As I wandered round the various paths I came across a small narrow section of grass almost tucked away in the angle of a curved hedge in a quiet corner of the garden. A dozen or so small stone slabs were set into the ground with one larger one standing upright against the hedge, and when I looked closely I realised it was a pet cemetery. The inscriptions on the stones were quite difficult to read as the surfaces had worn away over time but I could make some of them out - "Pincher, the most faithful of dogs, died much lamented May 1886" - "My dear little Bobs, died August 1905 aged 9 years" - "Dear little Nettle, died 1895 aged 18, surviving her beloved mistress 6 years". All very sweet but rather sad too I thought.
It was just after I left the pet cemetery behind that I came upon something totally unexpected; after passing between tall hedges and several varieties of shrubbery the path emerged at a section of huge sweeping lawn and in front of me was the most incredible and prettiest view of a garden I've ever seen. If the sky had been blue it would have been absolutely stunning, even so it still looked amazing. Definitely worth a photo, and I don't think I need to describe what I was seeing - this was certainly a case of a picture painting a thousand words.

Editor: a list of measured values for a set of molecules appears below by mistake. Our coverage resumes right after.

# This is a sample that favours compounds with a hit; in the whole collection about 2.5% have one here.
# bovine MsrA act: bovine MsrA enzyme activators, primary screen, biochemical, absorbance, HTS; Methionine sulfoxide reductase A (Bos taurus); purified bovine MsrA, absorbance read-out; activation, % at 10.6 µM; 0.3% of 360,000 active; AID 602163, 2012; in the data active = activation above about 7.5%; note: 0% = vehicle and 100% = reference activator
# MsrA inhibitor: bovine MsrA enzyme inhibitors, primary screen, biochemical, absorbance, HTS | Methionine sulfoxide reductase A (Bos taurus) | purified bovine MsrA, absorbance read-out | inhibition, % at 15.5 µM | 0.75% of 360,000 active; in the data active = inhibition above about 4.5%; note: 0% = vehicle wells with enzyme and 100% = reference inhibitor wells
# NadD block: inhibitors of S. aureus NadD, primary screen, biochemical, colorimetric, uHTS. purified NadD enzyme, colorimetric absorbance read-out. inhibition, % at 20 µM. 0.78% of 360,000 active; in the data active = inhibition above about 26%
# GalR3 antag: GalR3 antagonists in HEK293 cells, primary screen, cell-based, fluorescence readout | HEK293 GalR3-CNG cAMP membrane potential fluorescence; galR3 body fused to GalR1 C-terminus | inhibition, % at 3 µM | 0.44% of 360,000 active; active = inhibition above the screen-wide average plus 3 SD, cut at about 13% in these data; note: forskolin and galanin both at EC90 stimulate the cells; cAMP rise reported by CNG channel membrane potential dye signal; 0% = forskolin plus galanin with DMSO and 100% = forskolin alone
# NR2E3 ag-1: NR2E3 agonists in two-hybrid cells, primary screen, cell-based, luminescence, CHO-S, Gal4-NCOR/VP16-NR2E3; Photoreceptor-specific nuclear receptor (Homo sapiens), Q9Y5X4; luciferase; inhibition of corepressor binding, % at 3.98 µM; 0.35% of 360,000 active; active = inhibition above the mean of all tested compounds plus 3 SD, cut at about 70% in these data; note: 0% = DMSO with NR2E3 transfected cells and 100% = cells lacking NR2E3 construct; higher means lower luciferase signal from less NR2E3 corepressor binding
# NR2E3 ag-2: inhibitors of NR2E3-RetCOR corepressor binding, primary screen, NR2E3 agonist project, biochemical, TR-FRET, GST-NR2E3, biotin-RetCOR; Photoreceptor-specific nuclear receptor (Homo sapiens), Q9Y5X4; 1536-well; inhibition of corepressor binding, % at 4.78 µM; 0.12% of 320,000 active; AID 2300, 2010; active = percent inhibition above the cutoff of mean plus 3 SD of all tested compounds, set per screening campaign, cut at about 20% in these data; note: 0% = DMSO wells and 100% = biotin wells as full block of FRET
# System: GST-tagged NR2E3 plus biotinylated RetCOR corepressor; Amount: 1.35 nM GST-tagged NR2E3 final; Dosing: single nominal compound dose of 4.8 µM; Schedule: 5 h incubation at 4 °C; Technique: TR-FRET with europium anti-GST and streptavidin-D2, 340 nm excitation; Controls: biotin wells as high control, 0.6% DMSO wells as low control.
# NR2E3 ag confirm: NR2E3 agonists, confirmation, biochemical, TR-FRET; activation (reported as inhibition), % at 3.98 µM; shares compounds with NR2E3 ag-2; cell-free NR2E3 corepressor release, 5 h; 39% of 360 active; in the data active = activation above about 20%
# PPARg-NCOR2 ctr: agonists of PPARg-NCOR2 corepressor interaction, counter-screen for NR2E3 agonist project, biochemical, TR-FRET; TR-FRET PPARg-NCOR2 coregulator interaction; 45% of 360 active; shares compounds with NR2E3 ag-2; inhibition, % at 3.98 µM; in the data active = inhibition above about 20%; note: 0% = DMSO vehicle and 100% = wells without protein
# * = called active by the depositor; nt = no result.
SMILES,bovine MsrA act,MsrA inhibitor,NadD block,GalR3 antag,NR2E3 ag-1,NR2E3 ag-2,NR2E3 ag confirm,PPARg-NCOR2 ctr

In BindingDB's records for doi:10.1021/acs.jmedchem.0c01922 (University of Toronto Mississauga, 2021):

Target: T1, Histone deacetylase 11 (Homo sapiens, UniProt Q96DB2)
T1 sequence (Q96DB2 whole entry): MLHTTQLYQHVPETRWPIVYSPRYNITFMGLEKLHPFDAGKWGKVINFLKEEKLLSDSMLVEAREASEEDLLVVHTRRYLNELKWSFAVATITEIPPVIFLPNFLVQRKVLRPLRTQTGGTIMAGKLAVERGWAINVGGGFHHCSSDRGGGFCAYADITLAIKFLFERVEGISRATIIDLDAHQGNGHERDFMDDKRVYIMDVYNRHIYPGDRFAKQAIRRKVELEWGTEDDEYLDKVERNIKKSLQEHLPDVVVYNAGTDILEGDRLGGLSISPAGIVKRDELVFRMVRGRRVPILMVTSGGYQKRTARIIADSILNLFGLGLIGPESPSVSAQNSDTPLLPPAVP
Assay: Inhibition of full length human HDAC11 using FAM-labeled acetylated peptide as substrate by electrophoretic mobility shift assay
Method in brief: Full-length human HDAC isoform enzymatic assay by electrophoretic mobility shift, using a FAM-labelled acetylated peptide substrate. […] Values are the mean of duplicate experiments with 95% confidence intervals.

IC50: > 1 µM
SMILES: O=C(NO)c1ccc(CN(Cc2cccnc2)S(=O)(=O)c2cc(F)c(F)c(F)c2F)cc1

There was a large rockery behind the summerhouse and another path leading back to the lawn, and it was only when I was satisfied that I'd photographed everything worth pointing the camera at that I made my way to another part of the garden. With more flowering shrubs, rhododendrons, azaleas, daffodils, magnolias and bench seats in strategic places to sit and take in the views I got several more shots before heading back towards the castle.
With one final shot looking down the length of the lawn I made my way back past the castle and down the hill towards the car park, but just before I got there I spotted something I hadn't noticed earlier on. Set back in a corner and across a small green were a couple of stone cottages with red brick chimneys; they looked so cute and quaint that they were definitely worth a photo.
As I walked back to the van I noticed that the line of cars parked in front of the trees on the left of the car park had increased by at least a dozen vehicles in the time I'd been at the castle - so much for there being 'no spaces' when I arrived, I could have easily parked there after all. Maybe the NT should give their volunteer marshalls some training in good customer service!
The exit road through the castle estate was a different one from the entrance road and it ended close to a black and white cottage and a set of very ornate white gates and railings. This was definitely a photo opportunity not to be missed so I pulled up just off the road and got half a dozen shots - and I actually got a fleeting patch of blue sky in one of them.
From there I drove down into Chirk and back to the A5, heading back to Llangollen. It was only 2pm and my day wasn't over yet - I had another place to go to, and from what I'd read on the internet there was quite a fascinating story to it. I'd been once before, a couple of years ago, but it had been closed then so I was really looking forward to seeing round it this time - fingers crossed it was worth going to.